Traveling Vietnam Memorial coming to Susanville
Not only did the effort to bring the American Veterans Traveling Tribute wall win support from the Lassen County Board of Supervisors at its Tuesday, Nov. 14 meeting, each of the five board members also donated $500 from his discretionary fund to the effort. County Poet Laureate Violet Stout also pitched in $100.
“It is one of those rare life experiences,” said District 2 Supervisor Jim Chapman. “If you haven’t had the chance to go to Washington, D.C. and visit the real Vietnam Memorial there, this is like the next best thing.”
Mike Cornelison, a Navy veteran and the Family Life Pastor of Susanville Church of the Nazarene, who is spearheading the drive, told the board a four-day American Veterans Traveling Tribute he organized in Grass Valley drew more than 60,000 people.
“There are three traveling walls,” Cornelison said, adding the American Veterans wall has engraved panels, allowing people to take a scratching of the names of those who died in Vietnam.
“This is the premiere one. It’s four-fifths the size of the one that’s in Washington,” he said. “It’s over 380 feet long. Visually it looks almost the same. Visually it’s hard to distinguish the difference. So it’s huge.”
A computer locater allows visitors to find the panel and line for one of the more than 50,000 names engraved on the black wall. Cornelison said he expects at least 30,000 to visit the wall while it’s in Susanville.
The traveling tribute wall will not stop anywhere else in Northern California. It will be in Washington State before it comes to Susanville and then travel east to Illinois or Indiana, he said. Chapman said the event will draw people from as far away as Reno, Chico and Redding.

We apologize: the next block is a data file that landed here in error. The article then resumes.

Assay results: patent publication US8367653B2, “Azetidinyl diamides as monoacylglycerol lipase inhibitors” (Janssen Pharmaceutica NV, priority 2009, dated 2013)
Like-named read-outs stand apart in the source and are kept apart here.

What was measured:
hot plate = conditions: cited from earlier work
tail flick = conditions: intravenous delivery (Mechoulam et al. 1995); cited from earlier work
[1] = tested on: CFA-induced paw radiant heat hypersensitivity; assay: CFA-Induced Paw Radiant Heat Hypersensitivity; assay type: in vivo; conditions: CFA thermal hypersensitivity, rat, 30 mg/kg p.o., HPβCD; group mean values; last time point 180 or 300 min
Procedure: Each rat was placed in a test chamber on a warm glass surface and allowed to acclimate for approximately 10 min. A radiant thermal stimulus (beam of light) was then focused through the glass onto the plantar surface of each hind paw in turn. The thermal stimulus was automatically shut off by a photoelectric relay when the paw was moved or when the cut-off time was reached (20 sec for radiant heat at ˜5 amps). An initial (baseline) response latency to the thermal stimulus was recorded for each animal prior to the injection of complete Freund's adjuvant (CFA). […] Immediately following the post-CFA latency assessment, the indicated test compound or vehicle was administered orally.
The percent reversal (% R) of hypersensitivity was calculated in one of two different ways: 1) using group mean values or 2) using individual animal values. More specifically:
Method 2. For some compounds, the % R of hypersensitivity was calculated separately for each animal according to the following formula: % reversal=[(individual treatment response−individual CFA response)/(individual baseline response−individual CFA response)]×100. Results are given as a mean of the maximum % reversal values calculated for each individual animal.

There is an $8,000 fee to bring the wall to Susanville.
“And that’s just the fee of the wall itself,” Cornelison said. “You still have to pay for travel expenses, hotel and food for the four people who will be coming with it.”
His church paid $2,000 to ensure the wall is booked to come to Lassen County from Friday to Monday on the first weekend in July, Cornelison said.
Other costs bring the total budget for the effort to an estimated $35,000. Cornelison and the board members agreed the community will have no trouble raising that amount.
“There’s no charges to go in and view anything or to attend the program that they’re going to have. There’s not going to be a fee there,” said Chapman, adding the effort will involve a lot of sponsorships from businesses, individuals and organizations.
The board agreed to allow the Susanville Remembrance Committee to set up the wall at Susanville Ranch Park. The board agenda called the group the Let Us Remember committee; Let Us Remember appears on the group’s flyers for the event.
“We have a very large county and there’s a lot of folks that are not going to be able to get to Washington to ever see the wall,” said District 4 Supervisor Brian Dahle, asking if the schools will be involved in the presentation.
County Schools Superintendent Bob Owens serves as the committee’s school liaison and plans to advertise the event before the end of school.
“On Monday, we have special children’s tours available at the wall,” Cornelison said. “Bob is going to advertise this year prior to vacation to get the word out to as many people as we can at the schools.”
The committee will also pass out flyers to the schools inviting students to come to the wall on Monday, July 9 for children’s tours.
“The organizers that are bringing the wall recognize the special and unique questions children have about Vietnam and about why we’re at war,” Cornelison said. “So we will answer those specifically.”
The board agreed to waive any fees associated with the use of Susanville Ranch Park. It also directed county staff to work with the Susanville Remembrance Committee to arrange the most advantageous site at the park, along with details of nighttime lighting, parking and shuttle transportation to the event.
The board will consider specific permits at a later date. However, Chairman Bob Pyle directed staff to settle the details before Jan. 1.
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